Assessing Mucociliary Clearance and Airway Liquid Volume in the CF Airway
The objective of this study is to determine the effect of airway surface liquid (ASL) volume on mucociliary clearance in cystic fibrosis (CF). A two-isotope nuclear medicine technique will be utilized. This pilot trial will include the imaging of n=7 CF subjects and n=7 healthy subjects. The trial will include one study visit per subject that will take approximately 3 hours. Hypothesis: The simultaneous imaging of both a "floating" and a "penetrating" radioisotope tag will allow the relative effect of airway surface liquid volume on mucociliary clearance to be determined when evaluated in CF and normal subjects.
|Study Design:||Allocation: Non-Randomized
Endpoint Classification: Efficacy Study
Intervention Model: Single Group Assignment
Masking: Open Label
Primary Purpose: Diagnostic
|Official Title:||Pilot Study of a New Technique for Assessing Mucociliary Clearance and Airway Surface Liquid Volume in Cystic Fibrosis|
- radioisotope clearance rates-comparison between healthy and cf subjects
|Study Start Date:||November 2005|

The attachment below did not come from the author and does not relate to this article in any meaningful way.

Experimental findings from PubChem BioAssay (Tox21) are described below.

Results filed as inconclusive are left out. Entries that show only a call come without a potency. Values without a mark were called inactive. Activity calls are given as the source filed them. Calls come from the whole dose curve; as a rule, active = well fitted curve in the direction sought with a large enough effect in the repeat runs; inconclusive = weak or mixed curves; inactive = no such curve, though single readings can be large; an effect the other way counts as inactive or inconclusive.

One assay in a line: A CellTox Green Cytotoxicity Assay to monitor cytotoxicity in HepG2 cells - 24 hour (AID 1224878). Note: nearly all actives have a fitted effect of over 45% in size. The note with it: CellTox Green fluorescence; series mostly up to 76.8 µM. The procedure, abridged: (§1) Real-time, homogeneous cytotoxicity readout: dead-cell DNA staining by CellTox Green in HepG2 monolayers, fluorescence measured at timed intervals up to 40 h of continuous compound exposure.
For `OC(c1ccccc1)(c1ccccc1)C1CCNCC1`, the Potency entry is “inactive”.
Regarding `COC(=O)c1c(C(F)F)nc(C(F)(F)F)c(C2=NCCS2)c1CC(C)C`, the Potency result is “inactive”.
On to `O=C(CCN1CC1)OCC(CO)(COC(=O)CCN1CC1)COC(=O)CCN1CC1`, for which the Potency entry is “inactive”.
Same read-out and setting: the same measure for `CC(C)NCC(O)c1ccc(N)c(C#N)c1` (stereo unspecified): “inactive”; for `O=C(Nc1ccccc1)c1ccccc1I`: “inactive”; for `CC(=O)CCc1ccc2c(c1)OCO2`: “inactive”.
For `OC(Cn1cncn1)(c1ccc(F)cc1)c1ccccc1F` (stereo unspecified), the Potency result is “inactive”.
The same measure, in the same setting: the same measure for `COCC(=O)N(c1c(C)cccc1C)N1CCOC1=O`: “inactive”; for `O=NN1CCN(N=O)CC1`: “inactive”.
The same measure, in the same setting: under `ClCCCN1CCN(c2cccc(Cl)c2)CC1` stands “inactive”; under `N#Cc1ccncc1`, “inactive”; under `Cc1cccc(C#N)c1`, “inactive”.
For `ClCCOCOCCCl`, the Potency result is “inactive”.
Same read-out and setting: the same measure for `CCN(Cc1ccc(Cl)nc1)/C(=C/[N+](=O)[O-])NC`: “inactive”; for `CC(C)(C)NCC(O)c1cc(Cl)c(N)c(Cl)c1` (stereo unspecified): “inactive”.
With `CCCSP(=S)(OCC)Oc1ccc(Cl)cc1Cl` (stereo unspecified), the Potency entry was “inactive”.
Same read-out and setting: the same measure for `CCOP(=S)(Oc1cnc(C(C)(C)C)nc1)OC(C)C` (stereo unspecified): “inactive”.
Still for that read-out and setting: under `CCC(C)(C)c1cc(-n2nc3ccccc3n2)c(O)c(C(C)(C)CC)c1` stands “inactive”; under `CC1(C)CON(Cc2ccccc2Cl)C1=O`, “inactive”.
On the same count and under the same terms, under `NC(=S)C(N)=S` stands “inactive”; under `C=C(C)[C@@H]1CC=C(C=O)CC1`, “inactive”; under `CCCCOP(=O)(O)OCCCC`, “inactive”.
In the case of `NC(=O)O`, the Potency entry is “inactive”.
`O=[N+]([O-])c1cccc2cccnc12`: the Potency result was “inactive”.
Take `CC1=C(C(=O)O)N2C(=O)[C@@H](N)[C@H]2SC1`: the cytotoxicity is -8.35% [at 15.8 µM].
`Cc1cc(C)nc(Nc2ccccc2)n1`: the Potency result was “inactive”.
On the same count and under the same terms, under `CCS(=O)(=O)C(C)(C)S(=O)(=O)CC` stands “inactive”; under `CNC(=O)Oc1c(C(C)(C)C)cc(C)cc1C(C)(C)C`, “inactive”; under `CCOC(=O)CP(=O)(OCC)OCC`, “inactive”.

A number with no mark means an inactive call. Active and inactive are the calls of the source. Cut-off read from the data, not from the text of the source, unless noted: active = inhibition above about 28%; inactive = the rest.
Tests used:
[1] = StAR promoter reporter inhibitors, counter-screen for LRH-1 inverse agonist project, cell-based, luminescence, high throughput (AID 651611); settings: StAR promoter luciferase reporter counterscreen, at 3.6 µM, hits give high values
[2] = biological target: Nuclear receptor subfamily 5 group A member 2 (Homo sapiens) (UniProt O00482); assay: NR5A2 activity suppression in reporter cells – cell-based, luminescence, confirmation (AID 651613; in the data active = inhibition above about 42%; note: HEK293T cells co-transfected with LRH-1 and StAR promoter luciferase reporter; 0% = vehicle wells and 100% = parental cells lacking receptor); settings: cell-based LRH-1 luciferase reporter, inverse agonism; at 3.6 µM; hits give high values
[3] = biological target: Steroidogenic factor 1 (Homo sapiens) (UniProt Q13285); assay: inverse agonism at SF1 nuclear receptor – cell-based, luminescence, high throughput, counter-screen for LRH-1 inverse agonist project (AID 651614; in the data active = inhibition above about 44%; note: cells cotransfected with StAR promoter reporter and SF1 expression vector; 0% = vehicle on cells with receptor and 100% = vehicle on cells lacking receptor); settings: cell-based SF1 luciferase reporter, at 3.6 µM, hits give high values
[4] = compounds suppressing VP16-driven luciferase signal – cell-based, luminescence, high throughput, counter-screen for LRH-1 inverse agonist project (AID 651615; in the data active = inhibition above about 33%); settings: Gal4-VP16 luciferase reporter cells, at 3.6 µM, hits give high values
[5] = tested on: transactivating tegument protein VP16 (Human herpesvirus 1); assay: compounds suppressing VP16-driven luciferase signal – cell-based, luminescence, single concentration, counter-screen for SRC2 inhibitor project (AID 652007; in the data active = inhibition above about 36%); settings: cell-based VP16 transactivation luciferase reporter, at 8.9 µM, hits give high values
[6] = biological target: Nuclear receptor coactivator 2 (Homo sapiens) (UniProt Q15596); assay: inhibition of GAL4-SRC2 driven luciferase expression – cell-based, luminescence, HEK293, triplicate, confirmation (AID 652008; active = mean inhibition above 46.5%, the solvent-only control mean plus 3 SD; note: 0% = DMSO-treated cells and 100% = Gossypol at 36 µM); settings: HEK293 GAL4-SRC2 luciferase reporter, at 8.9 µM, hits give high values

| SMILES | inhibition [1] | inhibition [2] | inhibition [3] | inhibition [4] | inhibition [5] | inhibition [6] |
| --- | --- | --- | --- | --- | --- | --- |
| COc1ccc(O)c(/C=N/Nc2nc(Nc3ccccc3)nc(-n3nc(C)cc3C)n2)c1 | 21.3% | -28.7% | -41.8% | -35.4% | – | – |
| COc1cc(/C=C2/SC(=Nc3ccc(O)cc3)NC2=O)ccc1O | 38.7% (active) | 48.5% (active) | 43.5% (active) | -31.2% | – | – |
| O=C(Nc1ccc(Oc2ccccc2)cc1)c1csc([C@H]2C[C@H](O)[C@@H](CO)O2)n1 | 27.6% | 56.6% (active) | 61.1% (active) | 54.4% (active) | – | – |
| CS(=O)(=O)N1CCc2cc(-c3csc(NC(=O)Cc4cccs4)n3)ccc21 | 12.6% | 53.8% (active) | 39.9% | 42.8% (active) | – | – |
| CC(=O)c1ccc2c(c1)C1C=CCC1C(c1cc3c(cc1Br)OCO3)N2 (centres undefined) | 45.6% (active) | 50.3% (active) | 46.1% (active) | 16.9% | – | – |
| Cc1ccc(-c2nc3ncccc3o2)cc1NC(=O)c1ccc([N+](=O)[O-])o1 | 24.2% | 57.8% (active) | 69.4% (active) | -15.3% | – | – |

|Study Completion Date:||August 2006|
Improper function of the mucociliary clearance system in the Cystic Fibrosis (CF) lung is a major factor contributing to the chronic respiratory manifestations of the disease. Normally this host defense mechanism removes inhaled pathogens and toxins from the inner surfaces of the lung. In CF, mutations in the CF gene result in dysfunction of the Cystic Fibrosis Transmembrane Conductance Regulator (CFTR) ion channel on the cells that line the airway epithelium, causing improper fluxes of ions such as sodium, chloride, and bicarbonate. The so called "low volume" hypothesis of CF pathogenesis contends that the liquid lining the airways becomes very thin and viscous due to abnormal absorption of sodium from the airways, which draws water out of the airways, partially or totally defeating mucociliary clearance. The rate at which the mucociliary system clears materials from the lungs can be quantified using a nuclear medicine test called a mucociliary clearance scan. This study pilots a new variation of the mucociliary clearance scan that uses both "floating" and "penetrating" radioisotope tags. The difference in clearance between these tags will provide information on how airway surface liquid volume affects mucociliary clearance. This pilot trial will include the imaging of n=5 CF subjects and n=5 healthy subjects.
|United States, Pennsylvania|
|University of Pittsburgh|
|Pittsburgh, Pennsylvania, United States, 15213|
|Principal Investigator:||Timothy E Corcoran, Ph.D.||University of Pittsburgh|